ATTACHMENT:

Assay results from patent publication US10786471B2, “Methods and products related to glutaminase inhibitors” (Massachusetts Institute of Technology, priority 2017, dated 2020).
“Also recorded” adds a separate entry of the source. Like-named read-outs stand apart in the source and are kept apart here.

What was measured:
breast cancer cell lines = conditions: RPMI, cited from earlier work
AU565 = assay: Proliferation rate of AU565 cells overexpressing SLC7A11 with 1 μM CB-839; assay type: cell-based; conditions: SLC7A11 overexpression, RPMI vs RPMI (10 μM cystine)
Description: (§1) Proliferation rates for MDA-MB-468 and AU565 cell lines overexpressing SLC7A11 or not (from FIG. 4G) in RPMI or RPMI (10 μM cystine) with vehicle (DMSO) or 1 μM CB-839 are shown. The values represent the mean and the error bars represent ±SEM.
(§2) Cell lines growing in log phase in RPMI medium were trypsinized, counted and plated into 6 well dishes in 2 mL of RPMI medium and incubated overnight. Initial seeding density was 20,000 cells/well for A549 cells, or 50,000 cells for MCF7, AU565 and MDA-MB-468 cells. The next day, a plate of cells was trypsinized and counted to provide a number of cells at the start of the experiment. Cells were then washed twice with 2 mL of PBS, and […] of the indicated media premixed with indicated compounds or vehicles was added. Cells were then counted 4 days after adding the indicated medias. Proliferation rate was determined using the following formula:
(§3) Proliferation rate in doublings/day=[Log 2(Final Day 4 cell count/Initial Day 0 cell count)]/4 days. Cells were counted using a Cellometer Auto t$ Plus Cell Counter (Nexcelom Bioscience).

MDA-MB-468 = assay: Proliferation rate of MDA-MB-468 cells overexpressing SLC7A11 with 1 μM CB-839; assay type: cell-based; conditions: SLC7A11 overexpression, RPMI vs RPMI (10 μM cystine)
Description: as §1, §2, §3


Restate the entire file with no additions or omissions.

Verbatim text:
Assay results from patent publication US10786471B2, “Methods and products related to glutaminase inhibitors” (Massachusetts Institute of Technology, priority 2017, dated 2020).
“Also recorded” adds a separate entry of the source. Like-named read-outs stand apart in the source and are kept apart here.

What was measured:
breast cancer cell lines = conditions: RPMI, cited from earlier work
AU565 = assay: Proliferation rate of AU565 cells overexpressing SLC7A11 with 1 μM CB-839; assay type: cell-based; conditions: SLC7A11 overexpression, RPMI vs RPMI (10 μM cystine)
Description: (§1) Proliferation rates for MDA-MB-468 and AU565 cell lines overexpressing SLC7A11 or not (from FIG. 4G) in RPMI or RPMI (10 μM cystine) with vehicle (DMSO) or 1 μM CB-839 are shown. The values represent the mean and the error bars represent ±SEM.
(§2) Cell lines growing in log phase in RPMI medium were trypsinized, counted and plated into 6 well dishes in 2 mL of RPMI medium and incubated overnight. Initial seeding density was 20,000 cells/well for A549 cells, or 50,000 cells for MCF7, AU565 and MDA-MB-468 cells. The next day, a plate of cells was trypsinized and counted to provide a number of cells at the start of the experiment. Cells were then washed twice with 2 mL of PBS, and […] of the indicated media premixed with indicated compounds or vehicles was added. Cells were then counted 4 days after adding the indicated medias. Proliferation rate was determined using the following formula:
(§3) Proliferation rate in doublings/day=[Log 2(Final Day 4 cell count/Initial Day 0 cell count)]/4 days. Cells were counted using a Cellometer Auto t$ Plus Cell Counter (Nexcelom Bioscience).

MDA-MB-468 = assay: Proliferation rate of MDA-MB-468 cells overexpressing SLC7A11 with 1 μM CB-839; assay type: cell-based; conditions: SLC7A11 overexpression, RPMI vs RPMI (10 μM cystine)
Description: as §1, §2, §3